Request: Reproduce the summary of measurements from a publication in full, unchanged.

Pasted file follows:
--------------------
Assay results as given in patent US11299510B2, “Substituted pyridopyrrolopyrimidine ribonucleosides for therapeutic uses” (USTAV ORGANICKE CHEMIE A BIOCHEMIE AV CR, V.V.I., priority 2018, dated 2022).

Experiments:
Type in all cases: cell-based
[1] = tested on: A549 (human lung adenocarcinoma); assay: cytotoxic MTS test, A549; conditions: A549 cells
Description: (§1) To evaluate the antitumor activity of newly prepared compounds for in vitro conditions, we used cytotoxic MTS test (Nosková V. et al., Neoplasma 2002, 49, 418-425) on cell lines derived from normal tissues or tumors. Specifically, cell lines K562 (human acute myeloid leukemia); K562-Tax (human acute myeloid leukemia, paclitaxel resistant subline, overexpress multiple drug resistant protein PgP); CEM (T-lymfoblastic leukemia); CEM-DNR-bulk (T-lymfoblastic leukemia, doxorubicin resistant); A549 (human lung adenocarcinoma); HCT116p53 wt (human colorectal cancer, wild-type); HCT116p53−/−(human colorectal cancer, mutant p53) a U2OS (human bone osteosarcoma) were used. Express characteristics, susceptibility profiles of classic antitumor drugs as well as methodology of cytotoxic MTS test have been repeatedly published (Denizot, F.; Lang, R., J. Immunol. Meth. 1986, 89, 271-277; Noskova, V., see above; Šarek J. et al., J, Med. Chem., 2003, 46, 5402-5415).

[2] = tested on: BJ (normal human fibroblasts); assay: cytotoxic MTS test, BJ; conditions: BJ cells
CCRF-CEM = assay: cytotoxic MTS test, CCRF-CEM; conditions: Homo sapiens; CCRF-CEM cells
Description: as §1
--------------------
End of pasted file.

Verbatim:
Assay results as given in patent US11299510B2, “Substituted pyridopyrrolopyrimidine ribonucleosides for therapeutic uses” (USTAV ORGANICKE CHEMIE A BIOCHEMIE AV CR, V.V.I., priority 2018, dated 2022).

Experiments:
Type in all cases: cell-based
[1] = tested on: A549 (human lung adenocarcinoma); assay: cytotoxic MTS test, A549; conditions: A549 cells
Description: (§1) To evaluate the antitumor activity of newly prepared compounds for in vitro conditions, we used cytotoxic MTS test (Nosková V. et al., Neoplasma 2002, 49, 418-425) on cell lines derived from normal tissues or tumors. Specifically, cell lines K562 (human acute myeloid leukemia); K562-Tax (human acute myeloid leukemia, paclitaxel resistant subline, overexpress multiple drug resistant protein PgP); CEM (T-lymfoblastic leukemia); CEM-DNR-bulk (T-lymfoblastic leukemia, doxorubicin resistant); A549 (human lung adenocarcinoma); HCT116p53 wt (human colorectal cancer, wild-type); HCT116p53−/−(human colorectal cancer, mutant p53) a U2OS (human bone osteosarcoma) were used. Express characteristics, susceptibility profiles of classic antitumor drugs as well as methodology of cytotoxic MTS test have been repeatedly published (Denizot, F.; Lang, R., J. Immunol. Meth. 1986, 89, 271-277; Noskova, V., see above; Šarek J. et al., J, Med. Chem., 2003, 46, 5402-5415).

[2] = tested on: BJ (normal human fibroblasts); assay: cytotoxic MTS test, BJ; conditions: BJ cells
CCRF-CEM = assay: cytotoxic MTS test, CCRF-CEM; conditions: Homo sapiens; CCRF-CEM cells
Description: as §1